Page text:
Avner Gal:The earlobe is a very convenient place on the body to measure one’s blood sugar levels, since doing so doesn’t interfere with one’s activities. From a physiological standpoint, there are also specific benefits to using the earlobe. For example, the earlobe contains a great number of capillary vessels, and blood within it flows relatively slowly. It also contains a relatively small amount of fat and nerves, as well as no bones. All of these facts help to ensure a better reading. In addition, the earlobe is relatively stable in size in adults, which similarly helps to maintain the calibration valid for relatively long period of time. The device also cuts down on costs for the user, as the Personal Ear Clip only needs to be replaced every six months.
Medgadget: How is the GlucoTrack technology better than other methods of glucose monitoring?
Avner Gal: Among the range of noninvasive devices that are currently being developed, to the best of our knowledge GlucoTrack is the only one that utilizes a unique combination of three separate technologies: ultrasonic, electromagnetic and thermal technology as well as multisensors to collect the readings and other relevant parameters, like ambient temperature. Interestingly, one approach that GlucoTrack does not employ is optical technology, which has long been a standard approach to the problem of noninvasive blood glucose monitoring. However, we have found optical technology to be inapplicable for use in a noninvasive glucose monitoring. Optical technology simply has never worked properly as it should for any company that tried that approach, so rather than stick to a“me too” approach, we didn’t go that route. Now, many people who read these words may be wondering how our device can possibly work if it doesn’t work directly with the user’s blood. Since GlucoTrack is truly noninvasive and doesn’t examine the blood directly, what it is actually measuring is a range of physiological phenomena within the body, which are correlated with glucose levels. To ensure that these readings are reliable, the earlobe sensor needs to be replaced and recalibrated on a regular basis throughout the year, but much less frequently than is required by other noninvasive technologies under development.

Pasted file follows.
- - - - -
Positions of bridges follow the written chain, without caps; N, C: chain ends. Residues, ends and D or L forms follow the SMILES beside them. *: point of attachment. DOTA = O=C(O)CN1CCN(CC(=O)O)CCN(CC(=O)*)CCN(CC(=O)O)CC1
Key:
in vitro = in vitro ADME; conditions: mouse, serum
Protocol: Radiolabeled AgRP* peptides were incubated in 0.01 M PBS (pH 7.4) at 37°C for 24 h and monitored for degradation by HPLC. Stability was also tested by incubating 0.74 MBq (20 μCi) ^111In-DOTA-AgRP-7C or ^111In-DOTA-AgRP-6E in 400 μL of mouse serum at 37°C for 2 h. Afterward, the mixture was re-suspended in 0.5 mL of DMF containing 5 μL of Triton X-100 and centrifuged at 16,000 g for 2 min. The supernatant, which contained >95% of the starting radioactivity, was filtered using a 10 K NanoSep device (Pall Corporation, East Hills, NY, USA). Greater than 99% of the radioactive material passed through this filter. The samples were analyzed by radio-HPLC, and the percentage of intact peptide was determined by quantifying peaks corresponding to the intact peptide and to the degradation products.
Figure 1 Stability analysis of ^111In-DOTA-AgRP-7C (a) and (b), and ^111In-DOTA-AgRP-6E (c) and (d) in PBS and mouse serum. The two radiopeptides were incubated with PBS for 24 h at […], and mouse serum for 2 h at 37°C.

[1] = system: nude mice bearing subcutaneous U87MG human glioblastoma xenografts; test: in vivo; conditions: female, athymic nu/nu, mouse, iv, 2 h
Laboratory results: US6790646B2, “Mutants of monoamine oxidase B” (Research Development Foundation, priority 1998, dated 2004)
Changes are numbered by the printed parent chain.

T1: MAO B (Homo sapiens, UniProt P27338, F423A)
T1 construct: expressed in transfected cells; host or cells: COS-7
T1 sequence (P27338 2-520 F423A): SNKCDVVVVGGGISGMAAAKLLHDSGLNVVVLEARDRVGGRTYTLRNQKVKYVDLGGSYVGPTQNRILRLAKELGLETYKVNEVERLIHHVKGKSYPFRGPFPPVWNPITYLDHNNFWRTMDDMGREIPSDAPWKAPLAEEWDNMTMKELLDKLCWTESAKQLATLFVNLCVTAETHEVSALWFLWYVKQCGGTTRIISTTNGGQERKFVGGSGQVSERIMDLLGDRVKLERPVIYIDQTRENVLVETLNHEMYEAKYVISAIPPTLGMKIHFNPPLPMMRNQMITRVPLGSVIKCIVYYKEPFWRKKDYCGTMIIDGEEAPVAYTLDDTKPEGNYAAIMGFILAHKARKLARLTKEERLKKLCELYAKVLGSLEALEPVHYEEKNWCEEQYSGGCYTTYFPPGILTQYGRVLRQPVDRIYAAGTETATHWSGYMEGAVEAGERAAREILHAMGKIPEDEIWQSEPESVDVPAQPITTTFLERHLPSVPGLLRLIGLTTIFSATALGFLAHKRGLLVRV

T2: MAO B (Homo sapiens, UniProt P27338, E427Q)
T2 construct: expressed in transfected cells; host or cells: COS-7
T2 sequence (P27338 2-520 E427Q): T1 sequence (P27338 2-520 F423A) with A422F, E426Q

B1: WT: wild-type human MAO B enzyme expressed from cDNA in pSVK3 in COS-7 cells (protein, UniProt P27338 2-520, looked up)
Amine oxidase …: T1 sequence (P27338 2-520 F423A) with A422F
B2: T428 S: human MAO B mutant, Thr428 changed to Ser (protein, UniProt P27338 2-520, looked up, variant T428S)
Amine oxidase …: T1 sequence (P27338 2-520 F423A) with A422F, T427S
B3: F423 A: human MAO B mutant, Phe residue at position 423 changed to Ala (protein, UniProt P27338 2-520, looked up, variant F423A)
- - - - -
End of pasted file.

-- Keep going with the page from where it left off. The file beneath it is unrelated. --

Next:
Medgadget: Where is the device currently available?
Avner Gal: Although GlucoTrack is CE Mark approved for use within the European Union, it is not yet available on the market, since we are still in the preparation phase for large-scale production and distribution. However, we are happy to announce that the device is expected to be available in certain European countries during the first half of 2014.
Medgadget: Can you please talk about the founding team and their background relating to glucose monitoring?
Avner Gal: When founding Integrity Applications we were all “outsiders,” in a sense, but that turned out to be a good thing when it came to brainstorming a fresh approach to the problem of noninvasive blood glucose monitoring. The founders of the company, including myself, have rich background experience in development, management, engineering and operations. I myself am an electrical engineer and a retired commander from the Israeli Navy. In the beginning, we had no experience in the medical field in general, and no experience in glucose monitoring in particular. However, one problem that I and my colleagues excelled at was the development of new measurement applications. Our standard question when faced with any engineering task was, “What do you want us to measure?” We would then brainstorm and innovate a technological solution to measure whatever was required. This spirit of versatility, I believe, played a large role in enabling us to think completely “out of the box” when it came to the problem of noninvasive blood glucose measurement, and to develop the unique concept behind GlucoTrack with no initial bias. In the end, our lack of specific medical background was not a hindrance, but in a way perhaps a benefit that helped us to succeed.